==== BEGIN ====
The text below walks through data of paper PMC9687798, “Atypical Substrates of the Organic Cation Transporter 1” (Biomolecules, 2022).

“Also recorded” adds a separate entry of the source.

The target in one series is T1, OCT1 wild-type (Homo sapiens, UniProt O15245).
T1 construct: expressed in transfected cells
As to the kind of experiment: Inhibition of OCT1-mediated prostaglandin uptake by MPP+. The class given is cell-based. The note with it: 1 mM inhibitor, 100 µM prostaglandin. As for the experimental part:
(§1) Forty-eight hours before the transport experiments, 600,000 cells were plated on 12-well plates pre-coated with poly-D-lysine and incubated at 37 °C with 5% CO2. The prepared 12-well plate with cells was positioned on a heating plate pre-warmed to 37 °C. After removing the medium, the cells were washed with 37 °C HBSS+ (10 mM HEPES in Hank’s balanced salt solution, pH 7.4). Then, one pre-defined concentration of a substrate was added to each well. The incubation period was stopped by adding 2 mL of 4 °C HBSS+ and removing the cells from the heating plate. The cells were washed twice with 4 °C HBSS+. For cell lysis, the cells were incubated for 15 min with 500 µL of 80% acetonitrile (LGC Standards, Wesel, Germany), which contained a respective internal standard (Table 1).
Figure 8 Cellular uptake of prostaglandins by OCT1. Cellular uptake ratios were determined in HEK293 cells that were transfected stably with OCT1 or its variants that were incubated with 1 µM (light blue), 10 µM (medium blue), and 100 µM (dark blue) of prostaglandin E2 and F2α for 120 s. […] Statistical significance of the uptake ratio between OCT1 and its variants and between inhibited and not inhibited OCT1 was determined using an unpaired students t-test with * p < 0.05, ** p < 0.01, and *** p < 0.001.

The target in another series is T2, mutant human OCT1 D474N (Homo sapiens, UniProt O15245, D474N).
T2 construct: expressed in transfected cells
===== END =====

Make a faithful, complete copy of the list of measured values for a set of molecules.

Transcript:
The text below walks through data of paper PMC9687798, “Atypical Substrates of the Organic Cation Transporter 1” (Biomolecules, 2022).

“Also recorded” adds a separate entry of the source.

The target in one series is T1, OCT1 wild-type (Homo sapiens, UniProt O15245).
T1 construct: expressed in transfected cells
As to the kind of experiment: Inhibition of OCT1-mediated prostaglandin uptake by MPP+. The class given is cell-based. The note with it: 1 mM inhibitor, 100 µM prostaglandin. As for the experimental part:
(§1) Forty-eight hours before the transport experiments, 600,000 cells were plated on 12-well plates pre-coated with poly-D-lysine and incubated at 37 °C with 5% CO2. The prepared 12-well plate with cells was positioned on a heating plate pre-warmed to 37 °C. After removing the medium, the cells were washed with 37 °C HBSS+ (10 mM HEPES in Hank’s balanced salt solution, pH 7.4). Then, one pre-defined concentration of a substrate was added to each well. The incubation period was stopped by adding 2 mL of 4 °C HBSS+ and removing the cells from the heating plate. The cells were washed twice with 4 °C HBSS+. For cell lysis, the cells were incubated for 15 min with 500 µL of 80% acetonitrile (LGC Standards, Wesel, Germany), which contained a respective internal standard (Table 1).
Figure 8 Cellular uptake of prostaglandins by OCT1. Cellular uptake ratios were determined in HEK293 cells that were transfected stably with OCT1 or its variants that were incubated with 1 µM (light blue), 10 µM (medium blue), and 100 µM (dark blue) of prostaglandin E2 and F2α for 120 s. […] Statistical significance of the uptake ratio between OCT1 and its variants and between inhibited and not inhibited OCT1 was determined using an unpaired students t-test with * p < 0.05, ** p < 0.01, and *** p < 0.001.

The target in another series is T2, mutant human OCT1 D474N (Homo sapiens, UniProt O15245, D474N).
T2 construct: expressed in transfected cells